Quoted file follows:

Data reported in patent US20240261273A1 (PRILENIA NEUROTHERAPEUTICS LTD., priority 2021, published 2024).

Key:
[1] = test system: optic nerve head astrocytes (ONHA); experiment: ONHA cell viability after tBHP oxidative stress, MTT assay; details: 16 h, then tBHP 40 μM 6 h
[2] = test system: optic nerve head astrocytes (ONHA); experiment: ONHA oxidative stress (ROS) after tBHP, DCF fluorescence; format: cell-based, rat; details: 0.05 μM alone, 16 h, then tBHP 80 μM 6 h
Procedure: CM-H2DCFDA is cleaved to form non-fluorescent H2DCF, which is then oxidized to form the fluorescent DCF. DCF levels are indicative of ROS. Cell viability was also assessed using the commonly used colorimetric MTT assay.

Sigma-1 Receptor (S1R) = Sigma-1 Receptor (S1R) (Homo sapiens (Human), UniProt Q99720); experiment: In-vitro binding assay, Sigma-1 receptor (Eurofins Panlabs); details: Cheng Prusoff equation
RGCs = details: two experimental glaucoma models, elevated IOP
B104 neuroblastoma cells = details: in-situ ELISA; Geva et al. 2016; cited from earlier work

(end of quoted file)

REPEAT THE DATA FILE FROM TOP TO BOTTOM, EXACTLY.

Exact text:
Data reported in patent US20240261273A1 (PRILENIA NEUROTHERAPEUTICS LTD., priority 2021, published 2024).

Key:
[1] = test system: optic nerve head astrocytes (ONHA); experiment: ONHA cell viability after tBHP oxidative stress, MTT assay; details: 16 h, then tBHP 40 μM 6 h
[2] = test system: optic nerve head astrocytes (ONHA); experiment: ONHA oxidative stress (ROS) after tBHP, DCF fluorescence; format: cell-based, rat; details: 0.05 μM alone, 16 h, then tBHP 80 μM 6 h
Procedure: CM-H2DCFDA is cleaved to form non-fluorescent H2DCF, which is then oxidized to form the fluorescent DCF. DCF levels are indicative of ROS. Cell viability was also assessed using the commonly used colorimetric MTT assay.

Sigma-1 Receptor (S1R) = Sigma-1 Receptor (S1R) (Homo sapiens (Human), UniProt Q99720); experiment: In-vitro binding assay, Sigma-1 receptor (Eurofins Panlabs); details: Cheng Prusoff equation
RGCs = details: two experimental glaucoma models, elevated IOP
B104 neuroblastoma cells = details: in-situ ELISA; Geva et al. 2016; cited from earlier work